A moment for the mozzarella: Eataly is home to a “mozzarella lab,” presided over by fourth-generation cheese maker Lourdes Smith. Smith is a beloved figure in the Boston restaurant community, having operated Somerville’s Fiore di Nonno for years before closing in 2015. She supplied chefs and restaurants with her signature orbs; now they’re at Eataly, stretched daily by hand.
This kind of top-quality local purveyor is important, Batali emphasizes throughout the tour. This is Eataly Boston, after all, and he was careful to approve vendors you wouldn’t find in other cities. There are Island Creek oysters; salami and soppressata from New England Charcuterie; seasonal fish from Red’s Best and Wulf’s Fish; fresh ricotta and yogurt from Narragansett Creamery; meat from Savenor’s Market.
The idea is that customers can pause to chat and ask questions while snacking on a margherita pizza ($13) or handmade chips ($2.80), as if at their friendly neighborhood fishmonger or butcher — albeit housed in a behemoth market. Transparency and education are part of the mission at Eataly, hence those open kitchens, signs explaining each product, and a cooking school, where Lynch and Lidia Bastianich are among the instructors. “Eataly is a place where you can eat, shop, and learn,” promises a sign near the entrance.
“We know where every animal has been, and can tell you,” says Batali. “But you can also just get a chicken. You don’t have to talk about it. There are two kinds of shoppers — those who don’t want to talk to anybody and those who want to talk to everybody. Either is fine!”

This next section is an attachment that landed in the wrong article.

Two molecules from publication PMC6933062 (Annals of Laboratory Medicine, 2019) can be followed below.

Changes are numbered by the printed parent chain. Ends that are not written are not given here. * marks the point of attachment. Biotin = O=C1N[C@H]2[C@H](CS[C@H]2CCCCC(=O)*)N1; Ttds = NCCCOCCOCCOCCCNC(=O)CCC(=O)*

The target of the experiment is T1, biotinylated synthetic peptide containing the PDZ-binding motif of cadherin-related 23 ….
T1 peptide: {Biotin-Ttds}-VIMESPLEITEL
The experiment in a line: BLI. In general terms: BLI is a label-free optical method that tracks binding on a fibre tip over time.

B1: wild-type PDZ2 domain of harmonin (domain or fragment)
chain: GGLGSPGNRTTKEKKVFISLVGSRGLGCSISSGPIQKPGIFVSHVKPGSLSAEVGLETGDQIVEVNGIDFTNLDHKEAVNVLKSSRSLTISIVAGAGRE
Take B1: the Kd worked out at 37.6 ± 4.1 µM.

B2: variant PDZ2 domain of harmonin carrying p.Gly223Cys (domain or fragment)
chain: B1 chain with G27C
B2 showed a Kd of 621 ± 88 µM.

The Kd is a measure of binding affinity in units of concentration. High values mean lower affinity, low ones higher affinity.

Of course, lazy introverts can also buy prepared food to go at La Gastronomia takeout counter, where dishes are based on recipes from Bastianich and Batali. But that’s really not the point, Batali says.
“We don’t want you to use us as a deli. We want you to cook at home. You are empowered!” he shouts as we move into La Piazza.
“I feel like I’m in Florence,” one tour-goer murmurs.
This cluster of shops is modeled after an Italian city square, with storefronts offering seafood, drinks, and snacks. Order a glass of wine (in the $11 range), some shareable plates of meat and cheese, or a few oysters, and gab with your fellow Eatalians. It’s intimate and jolly, and will probably be immensely crowded, much like its New York brethren.
For now, though, there’s an air of calm as we’re spirited to the final stop on our journey: Lynch’s Il Pesce, where we’ll sample house-made spaghetti alla chitarra with Boston mackerel.
“Barbara knows the Boston customer,” says partner Adam Saper as we sit down to feast. “Mario knew Barbara, and Barbara is the best.”
Later, I corner Lynch before leaving.
How did she end up here?
“Why’d Batali come to me? The woman knows how to cook!” she chuckles, looking around.
She pauses a moment to take it all in.
“Imagine getting locked in here all night,” she finally says, making an eating gesture.
The patron saint of Boston restaurants looks a little dazzled, too.